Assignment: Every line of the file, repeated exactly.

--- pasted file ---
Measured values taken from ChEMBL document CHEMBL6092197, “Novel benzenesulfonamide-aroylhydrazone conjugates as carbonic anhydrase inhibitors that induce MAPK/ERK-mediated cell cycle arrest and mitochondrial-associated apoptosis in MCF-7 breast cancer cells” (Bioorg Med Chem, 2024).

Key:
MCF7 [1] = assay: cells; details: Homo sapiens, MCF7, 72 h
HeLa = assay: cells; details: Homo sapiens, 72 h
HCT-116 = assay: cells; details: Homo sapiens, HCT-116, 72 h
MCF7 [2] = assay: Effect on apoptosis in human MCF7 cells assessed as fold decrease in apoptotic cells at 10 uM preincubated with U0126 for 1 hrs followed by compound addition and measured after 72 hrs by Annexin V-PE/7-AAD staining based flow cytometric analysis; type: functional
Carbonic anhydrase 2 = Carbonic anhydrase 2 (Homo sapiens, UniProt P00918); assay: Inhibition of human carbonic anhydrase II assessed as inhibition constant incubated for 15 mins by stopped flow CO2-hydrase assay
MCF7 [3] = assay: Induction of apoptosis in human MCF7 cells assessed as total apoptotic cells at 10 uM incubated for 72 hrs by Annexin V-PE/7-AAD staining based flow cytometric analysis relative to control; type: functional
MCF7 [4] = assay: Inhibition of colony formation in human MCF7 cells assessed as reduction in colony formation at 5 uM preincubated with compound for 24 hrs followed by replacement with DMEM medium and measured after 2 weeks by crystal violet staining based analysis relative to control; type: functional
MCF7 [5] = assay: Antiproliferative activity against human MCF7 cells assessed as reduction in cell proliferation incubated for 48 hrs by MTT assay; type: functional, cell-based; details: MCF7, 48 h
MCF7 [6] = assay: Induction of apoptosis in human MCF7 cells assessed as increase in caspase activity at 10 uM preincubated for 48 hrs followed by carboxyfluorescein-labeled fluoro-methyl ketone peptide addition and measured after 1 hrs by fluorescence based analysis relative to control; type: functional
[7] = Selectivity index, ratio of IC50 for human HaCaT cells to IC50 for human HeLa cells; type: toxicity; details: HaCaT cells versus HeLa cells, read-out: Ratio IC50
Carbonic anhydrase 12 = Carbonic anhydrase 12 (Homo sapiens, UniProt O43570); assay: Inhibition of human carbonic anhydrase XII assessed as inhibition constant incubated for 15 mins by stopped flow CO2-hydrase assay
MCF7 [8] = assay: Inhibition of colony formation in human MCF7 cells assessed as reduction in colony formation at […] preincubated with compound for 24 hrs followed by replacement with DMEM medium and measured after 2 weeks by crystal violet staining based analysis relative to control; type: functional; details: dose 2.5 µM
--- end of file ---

Measured values taken from ChEMBL document CHEMBL6092197, “Novel benzenesulfonamide-aroylhydrazone conjugates as carbonic anhydrase inhibitors that induce MAPK/ERK-mediated cell cycle arrest and mitochondrial-associated apoptosis in MCF-7 breast cancer cells” (Bioorg Med Chem, 2024).

Key:
MCF7 [1] = assay: cells; details: Homo sapiens, MCF7, 72 h
HeLa = assay: cells; details: Homo sapiens, 72 h
HCT-116 = assay: cells; details: Homo sapiens, HCT-116, 72 h
MCF7 [2] = assay: Effect on apoptosis in human MCF7 cells assessed as fold decrease in apoptotic cells at 10 uM preincubated with U0126 for 1 hrs followed by compound addition and measured after 72 hrs by Annexin V-PE/7-AAD staining based flow cytometric analysis; type: functional
Carbonic anhydrase 2 = Carbonic anhydrase 2 (Homo sapiens, UniProt P00918); assay: Inhibition of human carbonic anhydrase II assessed as inhibition constant incubated for 15 mins by stopped flow CO2-hydrase assay
MCF7 [3] = assay: Induction of apoptosis in human MCF7 cells assessed as total apoptotic cells at 10 uM incubated for 72 hrs by Annexin V-PE/7-AAD staining based flow cytometric analysis relative to control; type: functional
MCF7 [4] = assay: Inhibition of colony formation in human MCF7 cells assessed as reduction in colony formation at 5 uM preincubated with compound for 24 hrs followed by replacement with DMEM medium and measured after 2 weeks by crystal violet staining based analysis relative to control; type: functional
MCF7 [5] = assay: Antiproliferative activity against human MCF7 cells assessed as reduction in cell proliferation incubated for 48 hrs by MTT assay; type: functional, cell-based; details: MCF7, 48 h
MCF7 [6] = assay: Induction of apoptosis in human MCF7 cells assessed as increase in caspase activity at 10 uM preincubated for 48 hrs followed by carboxyfluorescein-labeled fluoro-methyl ketone peptide addition and measured after 1 hrs by fluorescence based analysis relative to control; type: functional
[7] = Selectivity index, ratio of IC50 for human HaCaT cells to IC50 for human HeLa cells; type: toxicity; details: HaCaT cells versus HeLa cells, read-out: Ratio IC50
Carbonic anhydrase 12 = Carbonic anhydrase 12 (Homo sapiens, UniProt O43570); assay: Inhibition of human carbonic anhydrase XII assessed as inhibition constant incubated for 15 mins by stopped flow CO2-hydrase assay
MCF7 [8] = assay: Inhibition of colony formation in human MCF7 cells assessed as reduction in colony formation at […] preincubated with compound for 24 hrs followed by replacement with DMEM medium and measured after 2 weeks by crystal violet staining based analysis relative to control; type: functional; details: dose 2.5 µM